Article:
Essex Co. weighs 2% bed tax hike
The Essex County Board of Supervisors is getting ready to decide on a long-ago proposed local law that would increase the county bed tax from 3% to 5%.
The county’s bed tax, or occupancy tax, is collected on all hotel, motel, bed-and-breakfast and short-term vacation rental stays. A proposal to increase the tax first surfaced last year, when the Regional Office of Sustainable Tourism offered a plan for the new revenue that would’ve seen the money directed to a community enhancement fund for local-level projects to accommodate tourism or mitigate its impacts.
That, however, is not necessarily what the county proposes to do with the revenue.
Before putting together this local law to increase the tax, the Board of Supervisors was required to first get authorization from the state Legislature. Bills providing the board with that authority to increase the tax were sponsored by state Sen. Betty Little and Assemblyman Dan Stec, both of Queensbury, and passed each chamber last June. The bill was delivered to Gov. Andrew Cuomo on Dec. 17, 2019, and signed a few days later, on Dec. 20.
The local law, if adopted, would only increase the occupancy tax — not outline how the additional revenue would be used. A plan for that revenue would be voted on separately.
“This has been a long time coming,” county Board of Supervisors Chairman Shaun Gillilland said Monday. “I know there are some lodging owners who are against it. I think in the long term, it will be good for everyone in the tourism and hospitality business.”
The Board of Supervisors is expected to take up the issue again at its 10 a.m. meeting on April 6 in Elizabethtown.
Plans for revenue
Currently, ROOST receives 95% of the more than $2 million a year generated through the county’s bed tax. The county Treasurer’s Office keeps 5% to cover administrative costs.
In the months since the idea of increasing the occupancy tax first surfaced, supervisors have discussed different ways to use the additional revenue.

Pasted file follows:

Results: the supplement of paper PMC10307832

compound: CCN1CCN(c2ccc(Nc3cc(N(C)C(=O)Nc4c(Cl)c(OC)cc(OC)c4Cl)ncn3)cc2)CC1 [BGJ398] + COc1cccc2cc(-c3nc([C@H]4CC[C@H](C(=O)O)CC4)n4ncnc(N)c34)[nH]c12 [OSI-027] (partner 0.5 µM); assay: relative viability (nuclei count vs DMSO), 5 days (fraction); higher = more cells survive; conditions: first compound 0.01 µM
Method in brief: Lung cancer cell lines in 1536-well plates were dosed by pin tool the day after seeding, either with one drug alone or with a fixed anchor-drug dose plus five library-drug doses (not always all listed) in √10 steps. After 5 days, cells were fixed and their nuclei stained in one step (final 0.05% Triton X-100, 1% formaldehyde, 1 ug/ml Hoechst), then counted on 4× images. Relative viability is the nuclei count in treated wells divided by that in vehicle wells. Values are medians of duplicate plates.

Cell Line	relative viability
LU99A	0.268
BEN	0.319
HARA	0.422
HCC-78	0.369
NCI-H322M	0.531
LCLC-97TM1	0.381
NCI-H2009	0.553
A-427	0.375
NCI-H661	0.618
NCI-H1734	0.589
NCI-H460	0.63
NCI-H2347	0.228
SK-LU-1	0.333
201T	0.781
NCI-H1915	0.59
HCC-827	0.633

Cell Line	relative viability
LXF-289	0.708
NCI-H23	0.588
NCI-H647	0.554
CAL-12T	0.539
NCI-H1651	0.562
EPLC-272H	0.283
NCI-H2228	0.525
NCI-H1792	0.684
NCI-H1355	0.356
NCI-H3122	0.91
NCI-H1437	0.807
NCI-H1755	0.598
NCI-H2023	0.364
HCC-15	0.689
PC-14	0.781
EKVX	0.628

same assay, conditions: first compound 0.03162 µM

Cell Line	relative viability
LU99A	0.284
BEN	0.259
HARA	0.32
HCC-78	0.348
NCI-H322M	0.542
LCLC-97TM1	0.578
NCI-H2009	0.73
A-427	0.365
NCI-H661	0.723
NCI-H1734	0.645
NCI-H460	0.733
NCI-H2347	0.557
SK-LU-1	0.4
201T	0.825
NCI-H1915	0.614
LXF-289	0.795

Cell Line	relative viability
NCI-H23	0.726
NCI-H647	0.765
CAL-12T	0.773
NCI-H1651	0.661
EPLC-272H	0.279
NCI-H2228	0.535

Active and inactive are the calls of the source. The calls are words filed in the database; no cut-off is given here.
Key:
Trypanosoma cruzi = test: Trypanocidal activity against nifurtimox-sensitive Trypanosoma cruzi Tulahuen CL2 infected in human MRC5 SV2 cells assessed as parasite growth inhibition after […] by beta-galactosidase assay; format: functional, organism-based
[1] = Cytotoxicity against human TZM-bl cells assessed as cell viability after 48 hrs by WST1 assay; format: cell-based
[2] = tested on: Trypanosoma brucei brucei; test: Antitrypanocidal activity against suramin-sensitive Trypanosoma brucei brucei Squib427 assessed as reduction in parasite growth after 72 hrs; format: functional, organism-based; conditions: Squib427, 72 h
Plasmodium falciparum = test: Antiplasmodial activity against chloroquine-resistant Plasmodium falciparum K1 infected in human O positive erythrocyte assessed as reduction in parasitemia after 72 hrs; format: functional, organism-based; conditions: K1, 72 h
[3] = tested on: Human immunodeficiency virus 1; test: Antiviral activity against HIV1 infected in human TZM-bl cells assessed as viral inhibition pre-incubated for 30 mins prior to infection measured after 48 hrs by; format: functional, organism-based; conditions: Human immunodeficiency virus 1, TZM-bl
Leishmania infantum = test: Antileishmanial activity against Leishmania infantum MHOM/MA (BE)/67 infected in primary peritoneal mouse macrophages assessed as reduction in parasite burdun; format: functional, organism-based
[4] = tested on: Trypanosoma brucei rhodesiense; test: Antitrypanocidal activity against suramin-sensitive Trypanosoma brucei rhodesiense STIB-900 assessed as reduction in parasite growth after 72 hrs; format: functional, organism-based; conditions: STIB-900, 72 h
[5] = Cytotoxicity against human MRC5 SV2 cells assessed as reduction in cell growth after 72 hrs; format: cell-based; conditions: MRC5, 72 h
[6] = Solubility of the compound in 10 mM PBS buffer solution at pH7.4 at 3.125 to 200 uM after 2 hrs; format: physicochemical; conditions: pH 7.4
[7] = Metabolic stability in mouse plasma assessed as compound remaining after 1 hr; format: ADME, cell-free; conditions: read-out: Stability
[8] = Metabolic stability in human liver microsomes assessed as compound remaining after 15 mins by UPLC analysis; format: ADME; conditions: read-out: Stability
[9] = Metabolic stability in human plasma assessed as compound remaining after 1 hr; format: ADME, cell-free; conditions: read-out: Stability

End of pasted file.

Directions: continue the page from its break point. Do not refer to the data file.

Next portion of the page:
Gillilland, who is also the Willsboro town supervisor, said he believes there’s a consensus among supervisors to direct the new revenue back to towns for local-level marketing and tourism promotion.
“There would be a minimum $20,000 for each town, plus an additional percentage based on the percentage of occupancy tax that was generated from that individual town,” he said.
Towns such as North Elba, Keene and Wilmington would likely receive more money than other towns because they host more tourist accommodations, he added.
ROOST would also collect an administrative fee, according to Gillilland. It’s unclear how much that fee would be.
The Board of Supervisors held a public hearing on the proposed 2% occupancy tax increase in Elizabethtown last week. At least two people from Lake Placid attended, but only one person spoke, according to meeting minutes: Denise Dramm, a Lake Placid resident and owner of the Placid Bay Inn.
Dramm asked supervisors to table the proposal, pointing to a number of concerns, including what she sees as a major discrepancy in the amount of taxes hotel owners are required to collect from visitors versus what short-term vacation rental owners collect. She noted that vacation rental owners aren’t collecting state sales taxes.
“This gives them an edge, and if you look at the figures from your own treasurer on collection of the bed tax, you will see that slowly hotels and motels, B&Bs are going down,” she said. “The bed tax is going down slightly every year and the vacation rentals are exploding in an upward revenue.”
Asked to verify Dramm’s assertions about the county’s bed tax collections, the county Treasurer’s Office did not respond by deadline.
Dramm said she has lived in the area for 40 years, and in that time she’s been vocal about some things, but the proposal to increase the occupancy tax and “all the other issues” have prompted her to come forward.
“Unfortunately, I could not talk others to come here today before you because they feel it’s a lost cause, that you aren’t listening to them and you do not understand the hurt that places in Lake Placid are feeling,” Dramm said.
“The local person isn’t paying this (tax). Their customer is paying this, just like my customer is paying this,” she said. “So I implore you to please table this 2% at this time and look at more creative and possibly better ways of leveling the playing field for hotels and motels, and also garnishing more income for each one of your towns.”
Josh Meltzer, head of New York policy for Airbnb, said the company supports legislation that would give the platform the authority to collect sales tax.
“For the past four years, Airbnb has supported legislation authorizing short-term rental platforms like ours to collect state and municipal sales taxes,” he said in a statement. “Under this bill, every time a guest books a trip to New York, we would be able to include the taxes in the checkout process and then remit them to the appropriate tax authorities — which we estimate would generate at least $130 million in annual tax revenue from Airbnb alone. We are committed to working with state legislators to hopefully make statewide tax collection a reality this session.”